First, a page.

Franklin Regional school board questioned for discussing safety issues in private
At a time when school security is a nationwide topic and some five dozen threats have been made locally since the Parkland, Fla., school shooting in February, a former Franklin Regional school board member believes the current school board is holding too many security discussions behind closed doors.
“You've gotten no input from the public about this,” said Dick Kearns of Murrysville, former school board president, about the board's recent vote to begin establishing an internal police force. “You deliberated about it privately, you come out and announce that you're going to establish a police force, and we're going to have to pay for it.”
The board voted unanimously in late May to petition the Westmoreland County Court of Common Pleas, with the goal of creating a three-person department consisting of an officer, a supervisor in charge and an assistant supervisor in charge.
Getting court permission is the first step, and there is no fixed timeline for starting such a force or a full financial picture yet for what it could cost, school district spokeswoman Cara Zanella said.
Kearns at this week's board meeting cited an excerpt from the state's Sunshine Act, which lays out the eligible topics for an executive session. He accused the board of violating the law by discussing security in private.
Creating a police force was not listed on the board's May committee-of-the-whole agenda — where items slated for action at a later voting meeting are typically announced and discussed publicly. The topic was added to the May 21 agenda during the meeting.
School board solicitor Gary Matta told Kearns he believed the board had acted properly.
“If you believe we have acted outside of the law, do what you feel is necessary,” Matta said. “But what I'm saying is that this board is acting for the safety of the children in this district.”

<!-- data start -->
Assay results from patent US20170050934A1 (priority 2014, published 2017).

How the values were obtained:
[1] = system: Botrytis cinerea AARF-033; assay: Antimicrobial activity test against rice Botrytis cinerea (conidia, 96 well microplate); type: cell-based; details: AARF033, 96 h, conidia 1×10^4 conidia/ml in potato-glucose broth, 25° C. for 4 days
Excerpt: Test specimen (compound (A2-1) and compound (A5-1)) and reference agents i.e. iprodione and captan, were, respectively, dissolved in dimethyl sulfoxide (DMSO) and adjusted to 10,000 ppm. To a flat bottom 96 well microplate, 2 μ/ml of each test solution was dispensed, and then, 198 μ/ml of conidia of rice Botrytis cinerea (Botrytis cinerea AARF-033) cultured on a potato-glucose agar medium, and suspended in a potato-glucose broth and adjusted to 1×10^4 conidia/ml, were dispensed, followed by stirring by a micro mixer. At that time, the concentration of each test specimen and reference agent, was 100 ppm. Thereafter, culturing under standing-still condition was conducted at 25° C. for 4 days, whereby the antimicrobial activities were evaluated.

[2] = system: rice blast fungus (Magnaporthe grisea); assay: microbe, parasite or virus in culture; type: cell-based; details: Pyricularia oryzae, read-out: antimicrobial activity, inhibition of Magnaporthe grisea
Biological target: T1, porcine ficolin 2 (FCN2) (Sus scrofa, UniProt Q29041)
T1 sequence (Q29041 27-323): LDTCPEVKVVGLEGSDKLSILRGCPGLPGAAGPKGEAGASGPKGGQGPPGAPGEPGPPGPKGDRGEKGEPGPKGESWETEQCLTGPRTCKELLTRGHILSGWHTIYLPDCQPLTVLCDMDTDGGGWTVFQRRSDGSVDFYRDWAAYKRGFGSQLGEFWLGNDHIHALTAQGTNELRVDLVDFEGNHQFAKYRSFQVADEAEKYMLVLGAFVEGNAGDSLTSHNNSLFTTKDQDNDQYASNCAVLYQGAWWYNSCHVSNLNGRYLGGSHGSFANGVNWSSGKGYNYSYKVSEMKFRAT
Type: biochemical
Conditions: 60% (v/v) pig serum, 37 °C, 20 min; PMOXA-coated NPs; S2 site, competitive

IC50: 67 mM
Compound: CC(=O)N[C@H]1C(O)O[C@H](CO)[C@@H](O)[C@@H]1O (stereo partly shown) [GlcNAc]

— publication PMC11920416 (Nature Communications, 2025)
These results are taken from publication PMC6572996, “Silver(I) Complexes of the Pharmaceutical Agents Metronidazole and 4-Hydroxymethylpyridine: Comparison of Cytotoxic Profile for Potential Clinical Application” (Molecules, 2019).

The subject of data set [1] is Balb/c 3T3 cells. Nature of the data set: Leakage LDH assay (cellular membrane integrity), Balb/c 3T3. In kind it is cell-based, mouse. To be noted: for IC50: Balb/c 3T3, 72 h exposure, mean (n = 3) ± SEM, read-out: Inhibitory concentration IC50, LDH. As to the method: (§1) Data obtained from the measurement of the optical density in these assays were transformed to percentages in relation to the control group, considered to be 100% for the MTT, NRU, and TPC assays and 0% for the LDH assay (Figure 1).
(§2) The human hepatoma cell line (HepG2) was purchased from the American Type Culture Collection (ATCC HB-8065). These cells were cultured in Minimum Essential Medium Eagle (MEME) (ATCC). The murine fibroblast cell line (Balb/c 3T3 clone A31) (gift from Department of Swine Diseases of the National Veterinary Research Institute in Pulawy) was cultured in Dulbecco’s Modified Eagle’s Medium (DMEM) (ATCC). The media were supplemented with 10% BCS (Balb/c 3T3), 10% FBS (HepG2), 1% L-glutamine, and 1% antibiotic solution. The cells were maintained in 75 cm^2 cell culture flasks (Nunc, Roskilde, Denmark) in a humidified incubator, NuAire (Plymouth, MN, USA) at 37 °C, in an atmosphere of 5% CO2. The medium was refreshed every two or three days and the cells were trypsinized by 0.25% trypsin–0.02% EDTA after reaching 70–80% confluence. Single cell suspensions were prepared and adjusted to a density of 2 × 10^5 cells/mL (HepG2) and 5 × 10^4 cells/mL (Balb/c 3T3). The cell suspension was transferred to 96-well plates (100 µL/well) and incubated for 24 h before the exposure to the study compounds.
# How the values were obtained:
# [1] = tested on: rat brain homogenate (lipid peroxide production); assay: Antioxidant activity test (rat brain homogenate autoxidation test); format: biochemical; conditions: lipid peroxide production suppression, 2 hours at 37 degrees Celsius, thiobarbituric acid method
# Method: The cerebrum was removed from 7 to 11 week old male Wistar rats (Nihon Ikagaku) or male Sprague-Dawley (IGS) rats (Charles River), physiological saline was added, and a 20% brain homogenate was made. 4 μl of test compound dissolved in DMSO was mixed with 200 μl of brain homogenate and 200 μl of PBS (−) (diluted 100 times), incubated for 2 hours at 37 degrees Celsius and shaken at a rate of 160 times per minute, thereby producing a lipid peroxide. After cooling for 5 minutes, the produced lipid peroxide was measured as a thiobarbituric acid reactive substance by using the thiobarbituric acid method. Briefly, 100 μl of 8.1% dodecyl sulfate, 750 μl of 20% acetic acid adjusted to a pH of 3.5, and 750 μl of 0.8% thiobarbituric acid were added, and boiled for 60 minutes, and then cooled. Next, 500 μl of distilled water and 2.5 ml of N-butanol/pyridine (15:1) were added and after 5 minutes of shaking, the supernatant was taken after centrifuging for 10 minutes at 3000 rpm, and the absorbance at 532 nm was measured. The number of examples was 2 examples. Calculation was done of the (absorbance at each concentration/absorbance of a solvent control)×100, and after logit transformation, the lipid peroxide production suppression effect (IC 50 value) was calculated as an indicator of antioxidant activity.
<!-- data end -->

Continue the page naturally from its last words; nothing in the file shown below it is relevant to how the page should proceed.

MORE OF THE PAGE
Matta did not return several calls seeking comment.
In making the customary executive-session announcement prior to recent meetings, school board President Dr. Larry Borland has cited “security” among items to be discussed.
Melissa Melewsky, a lawyer for the Pennsylvania NewsMedia Association, said the state Sunshine Act does not include an exemption for security.
“But even if there was a security exemption, it should not apply to a discussion about whether to create a new staff security position within the school system,” Melewsky said. “School security officers operate in the open and are highly visible, with good reason.”
She said the creation of a new staff position “is one that must be addressed in public, with an opportunity for the public to weigh in before the decision is made.”
If a county judge grants the district's petition to empower and create a police force, subsequent discussion about specific candidates for those positions could be held during an executive session, Melewsky said.
Pending state legislation would add security to the list of topics eligible for an executive session. The bill introduced by Sen. Joe Scarnati passed the state Senate unanimously in April and is in the House State Government committee.
Many schools in Pennsylvania are looking for ways to better protect those in their care, including identifying potential weaknesses in their current safety plans, Scarnati said. Making those plans public, he said, could compromise school safety efforts and put students in harm's way. He added that more than half of U.S. states have laws allowing security and safety matters to be discussed in executive session.
Since February, around 60 threats have been made against schools, students or teachers in southwest Pennsylvania. At least 14 juveniles across the region, ages 12 to 17, face terroristic threats charges in connection with investigations into those cases.
In 2014, Alex Hribal attacked fellow Franklin Regional High School students with kitchen knives, injuring 21 people. He was sentenced this year to serve up to 60 years in prison.
School board member Gregg Neavin said the board has discussed various options with regard to its security plan. He did not elaborate.
“There are details that you just don't share,” he said. “This one came up and was added (to the May 21 agenda) as new business because of the process that we need to go through.”
With no July meeting, Neavin said, board officials had “certain marks to hit” in order to potentially have an internal police force in place for the start of the 2018-19 school year.
“With this kind of issue, I would hate like heck to be in a Monday-morning quarterback position,” he said.